Gretchen K. G. Underwood, Penn State Greater Allegheny
I am going to try once more to carry out my resolve to do no further development of my ideas for the Human Relations book, and simply edit the notes already taken. I see a way of making a very neat monograph of my five terms, ‘act, scene, agent, agency, purpose’ and how they behave implicitly and explicitly in all the ways in which people attribute motives to one another’s acts. I think this might prove to be as fertile an essay for me personally as my ‘Psychology and Form’ one was. (Burke & Cowley, 1989, p. 233)
Whether or not Burke’s prophecy became reality, it is clear that Burke’s work on the five terms was taking form even before its first mention appeared in print in his book Philosophy of Literary Form (1941), and long before it debuted as “the pentad” in A Grammar of Motives (1969a). This focus appears to have continued throughout the remainder of his career; as Rueckert (1982) contends, “if there is a single overriding lesson to learn from Burke, it is that everything implies everything else, and everything is more complicated than it seems” (p. 267).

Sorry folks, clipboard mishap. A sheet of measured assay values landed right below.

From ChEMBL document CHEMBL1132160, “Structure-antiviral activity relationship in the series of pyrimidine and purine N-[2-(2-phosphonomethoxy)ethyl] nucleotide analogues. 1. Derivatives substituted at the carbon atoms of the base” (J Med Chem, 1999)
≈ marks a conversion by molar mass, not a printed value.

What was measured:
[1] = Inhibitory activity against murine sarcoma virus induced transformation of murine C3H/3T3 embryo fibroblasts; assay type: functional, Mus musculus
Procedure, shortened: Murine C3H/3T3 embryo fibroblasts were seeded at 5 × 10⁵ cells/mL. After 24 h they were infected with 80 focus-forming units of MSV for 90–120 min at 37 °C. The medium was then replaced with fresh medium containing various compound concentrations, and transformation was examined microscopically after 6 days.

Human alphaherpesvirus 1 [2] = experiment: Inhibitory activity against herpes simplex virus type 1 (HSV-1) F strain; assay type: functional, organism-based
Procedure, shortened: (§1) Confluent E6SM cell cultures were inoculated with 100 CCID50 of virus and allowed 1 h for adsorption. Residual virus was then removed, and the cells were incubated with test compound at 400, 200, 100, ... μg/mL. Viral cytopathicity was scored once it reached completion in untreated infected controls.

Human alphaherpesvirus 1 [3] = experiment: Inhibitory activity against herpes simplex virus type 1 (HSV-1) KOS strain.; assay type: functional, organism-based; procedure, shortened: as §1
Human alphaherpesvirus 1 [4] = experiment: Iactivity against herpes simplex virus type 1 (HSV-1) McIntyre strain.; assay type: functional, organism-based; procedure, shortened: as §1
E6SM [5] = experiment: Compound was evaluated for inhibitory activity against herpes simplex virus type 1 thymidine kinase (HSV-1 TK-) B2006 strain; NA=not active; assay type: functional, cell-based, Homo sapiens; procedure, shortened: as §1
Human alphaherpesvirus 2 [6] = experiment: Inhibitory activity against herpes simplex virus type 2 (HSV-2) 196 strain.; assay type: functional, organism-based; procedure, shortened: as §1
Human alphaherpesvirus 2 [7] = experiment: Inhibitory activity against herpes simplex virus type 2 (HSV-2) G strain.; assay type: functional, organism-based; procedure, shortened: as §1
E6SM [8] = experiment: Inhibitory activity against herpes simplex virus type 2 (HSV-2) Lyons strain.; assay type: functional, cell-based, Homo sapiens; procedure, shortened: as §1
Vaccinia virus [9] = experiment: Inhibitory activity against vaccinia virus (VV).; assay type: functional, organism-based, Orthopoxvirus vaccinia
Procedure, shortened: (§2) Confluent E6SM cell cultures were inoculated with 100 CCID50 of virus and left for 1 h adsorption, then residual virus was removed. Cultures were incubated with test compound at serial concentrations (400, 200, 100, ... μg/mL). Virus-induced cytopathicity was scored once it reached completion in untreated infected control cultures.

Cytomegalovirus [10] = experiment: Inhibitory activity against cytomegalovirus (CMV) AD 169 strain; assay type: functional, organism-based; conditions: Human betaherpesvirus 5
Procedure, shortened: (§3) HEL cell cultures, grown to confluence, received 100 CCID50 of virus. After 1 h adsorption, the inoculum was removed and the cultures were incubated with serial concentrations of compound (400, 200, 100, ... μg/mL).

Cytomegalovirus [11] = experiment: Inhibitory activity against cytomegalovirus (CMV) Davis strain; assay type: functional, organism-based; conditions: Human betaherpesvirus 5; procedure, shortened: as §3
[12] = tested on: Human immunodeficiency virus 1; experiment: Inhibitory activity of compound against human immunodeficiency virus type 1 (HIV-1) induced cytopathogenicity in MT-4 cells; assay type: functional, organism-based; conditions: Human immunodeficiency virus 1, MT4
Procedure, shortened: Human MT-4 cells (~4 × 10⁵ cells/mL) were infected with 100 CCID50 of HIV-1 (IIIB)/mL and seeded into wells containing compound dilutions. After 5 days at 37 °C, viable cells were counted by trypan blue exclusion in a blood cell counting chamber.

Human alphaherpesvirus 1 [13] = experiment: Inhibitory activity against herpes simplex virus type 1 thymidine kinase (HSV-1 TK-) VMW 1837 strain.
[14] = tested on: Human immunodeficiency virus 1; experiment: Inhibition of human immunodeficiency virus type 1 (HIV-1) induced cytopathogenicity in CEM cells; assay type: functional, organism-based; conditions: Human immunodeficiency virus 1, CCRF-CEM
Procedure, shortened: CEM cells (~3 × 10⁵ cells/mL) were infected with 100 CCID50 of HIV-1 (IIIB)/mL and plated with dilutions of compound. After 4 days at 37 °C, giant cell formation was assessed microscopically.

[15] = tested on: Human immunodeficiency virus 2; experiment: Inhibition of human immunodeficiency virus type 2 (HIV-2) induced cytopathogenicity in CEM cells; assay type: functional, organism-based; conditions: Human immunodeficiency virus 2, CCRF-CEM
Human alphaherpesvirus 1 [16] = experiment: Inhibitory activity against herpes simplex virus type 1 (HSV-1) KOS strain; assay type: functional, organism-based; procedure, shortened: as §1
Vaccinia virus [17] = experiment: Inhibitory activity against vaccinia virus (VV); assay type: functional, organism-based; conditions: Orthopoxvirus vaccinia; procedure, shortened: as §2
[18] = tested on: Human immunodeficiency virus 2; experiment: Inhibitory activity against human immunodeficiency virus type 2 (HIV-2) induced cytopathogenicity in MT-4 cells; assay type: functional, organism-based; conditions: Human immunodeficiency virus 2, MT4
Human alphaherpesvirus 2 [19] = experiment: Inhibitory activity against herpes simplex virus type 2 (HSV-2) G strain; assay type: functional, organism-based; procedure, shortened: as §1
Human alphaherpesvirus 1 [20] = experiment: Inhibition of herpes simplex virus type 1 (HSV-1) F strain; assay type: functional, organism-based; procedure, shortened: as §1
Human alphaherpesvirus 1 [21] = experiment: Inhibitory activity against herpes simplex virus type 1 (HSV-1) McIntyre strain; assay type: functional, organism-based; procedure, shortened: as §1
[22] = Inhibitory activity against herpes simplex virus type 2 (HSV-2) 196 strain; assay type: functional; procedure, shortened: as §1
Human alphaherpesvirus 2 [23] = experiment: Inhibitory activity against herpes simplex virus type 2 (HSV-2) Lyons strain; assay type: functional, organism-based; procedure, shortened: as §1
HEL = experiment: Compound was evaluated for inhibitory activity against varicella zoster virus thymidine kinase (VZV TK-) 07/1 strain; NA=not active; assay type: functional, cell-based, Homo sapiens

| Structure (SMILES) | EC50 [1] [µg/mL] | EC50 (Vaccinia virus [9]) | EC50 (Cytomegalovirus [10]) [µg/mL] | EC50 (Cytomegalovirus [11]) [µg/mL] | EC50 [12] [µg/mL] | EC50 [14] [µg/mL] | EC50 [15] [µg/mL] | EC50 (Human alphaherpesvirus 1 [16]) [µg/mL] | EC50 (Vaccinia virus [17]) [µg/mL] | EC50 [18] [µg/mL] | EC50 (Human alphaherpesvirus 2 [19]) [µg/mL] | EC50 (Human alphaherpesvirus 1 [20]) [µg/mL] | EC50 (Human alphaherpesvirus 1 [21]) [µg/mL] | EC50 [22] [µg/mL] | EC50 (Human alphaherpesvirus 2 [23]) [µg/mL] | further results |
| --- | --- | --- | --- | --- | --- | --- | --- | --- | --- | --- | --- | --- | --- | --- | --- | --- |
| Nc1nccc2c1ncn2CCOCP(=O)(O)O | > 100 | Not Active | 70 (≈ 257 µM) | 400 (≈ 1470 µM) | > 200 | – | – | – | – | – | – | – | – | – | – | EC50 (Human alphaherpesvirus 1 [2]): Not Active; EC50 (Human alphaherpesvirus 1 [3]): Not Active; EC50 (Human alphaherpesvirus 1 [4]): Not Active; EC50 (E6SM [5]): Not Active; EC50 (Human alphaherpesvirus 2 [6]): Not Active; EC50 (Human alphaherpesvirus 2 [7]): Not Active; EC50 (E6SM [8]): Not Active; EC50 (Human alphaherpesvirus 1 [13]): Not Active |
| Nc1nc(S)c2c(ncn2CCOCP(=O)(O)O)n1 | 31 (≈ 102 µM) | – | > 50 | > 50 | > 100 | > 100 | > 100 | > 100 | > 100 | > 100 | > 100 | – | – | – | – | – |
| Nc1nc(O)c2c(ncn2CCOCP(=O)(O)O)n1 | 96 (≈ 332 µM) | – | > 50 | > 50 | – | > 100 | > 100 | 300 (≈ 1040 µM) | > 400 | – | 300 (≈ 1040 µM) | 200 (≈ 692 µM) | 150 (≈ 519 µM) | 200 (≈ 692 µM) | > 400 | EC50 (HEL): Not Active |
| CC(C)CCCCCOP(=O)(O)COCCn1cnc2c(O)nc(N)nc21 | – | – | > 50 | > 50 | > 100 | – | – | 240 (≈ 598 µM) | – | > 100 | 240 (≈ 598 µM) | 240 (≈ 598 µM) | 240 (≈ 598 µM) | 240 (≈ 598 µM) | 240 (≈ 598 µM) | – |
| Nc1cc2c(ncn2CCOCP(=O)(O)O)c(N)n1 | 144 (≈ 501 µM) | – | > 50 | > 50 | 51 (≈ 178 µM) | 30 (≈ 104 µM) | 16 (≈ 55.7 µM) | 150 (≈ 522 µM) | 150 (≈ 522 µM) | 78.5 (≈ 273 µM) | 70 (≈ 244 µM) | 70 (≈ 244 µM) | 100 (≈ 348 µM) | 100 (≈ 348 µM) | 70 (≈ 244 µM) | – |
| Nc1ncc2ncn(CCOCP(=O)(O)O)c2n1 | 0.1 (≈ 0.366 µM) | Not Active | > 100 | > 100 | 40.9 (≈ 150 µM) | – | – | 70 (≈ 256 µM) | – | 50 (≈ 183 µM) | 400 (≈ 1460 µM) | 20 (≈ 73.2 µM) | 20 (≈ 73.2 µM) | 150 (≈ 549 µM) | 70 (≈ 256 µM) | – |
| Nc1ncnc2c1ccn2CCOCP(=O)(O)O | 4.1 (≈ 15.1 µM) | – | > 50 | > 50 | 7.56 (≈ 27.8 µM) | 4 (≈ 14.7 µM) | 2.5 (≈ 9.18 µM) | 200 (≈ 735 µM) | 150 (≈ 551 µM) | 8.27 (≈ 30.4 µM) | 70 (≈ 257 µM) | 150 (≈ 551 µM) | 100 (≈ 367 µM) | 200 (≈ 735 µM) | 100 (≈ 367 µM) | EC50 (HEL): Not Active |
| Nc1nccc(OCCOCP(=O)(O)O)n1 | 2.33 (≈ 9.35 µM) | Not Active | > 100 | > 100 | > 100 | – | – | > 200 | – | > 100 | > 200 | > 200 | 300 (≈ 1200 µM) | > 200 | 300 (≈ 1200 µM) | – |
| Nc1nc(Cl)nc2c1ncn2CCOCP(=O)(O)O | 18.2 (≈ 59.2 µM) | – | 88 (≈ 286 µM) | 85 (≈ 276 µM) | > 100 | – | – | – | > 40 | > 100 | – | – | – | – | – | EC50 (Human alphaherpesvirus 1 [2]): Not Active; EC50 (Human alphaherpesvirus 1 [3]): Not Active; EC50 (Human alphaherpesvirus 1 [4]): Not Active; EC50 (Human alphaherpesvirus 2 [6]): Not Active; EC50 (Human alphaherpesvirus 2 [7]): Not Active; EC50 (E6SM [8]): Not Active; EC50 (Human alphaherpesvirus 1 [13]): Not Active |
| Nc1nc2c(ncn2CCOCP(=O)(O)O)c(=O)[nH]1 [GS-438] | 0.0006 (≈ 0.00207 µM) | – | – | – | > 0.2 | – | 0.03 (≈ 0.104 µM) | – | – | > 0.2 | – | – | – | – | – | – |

In reviewing the writings of secondary sources, and exploring the ways in which the pentad has been put to use by others, it becomes apparent that the pentad is much more complicated than it seems.1 The following essay will demonstrate how Burke’s definition of form (1968, p. 31) anticipates his introduction of the pentad, and more specifically his internal use of the pentad, as developed in A Grammar of Motives. Accomplishing this task will require an exploration of Burke’s definition of form, his references to the five elements of the pentad throughout the “Boikwoiks,” and his continued development and explications of the pentad through his works on dramatism, logology, and rhetoric.
Rueckert suggests that the overarching themes and approaches developed by Burke began to take shape as early as the 1930s, though “most of what is essentially Burkean is present somewhere in A Grammar of Motives, A Rhetoric of Motives, and the uncollected parts of ‘A Symbolic of Motives,’ the three works that formulate and develop dramatism as a system” (Rueckert, p. 243). These ideas were continually revisited and redefined throughout the Burkean opus (“Boikwoiks”).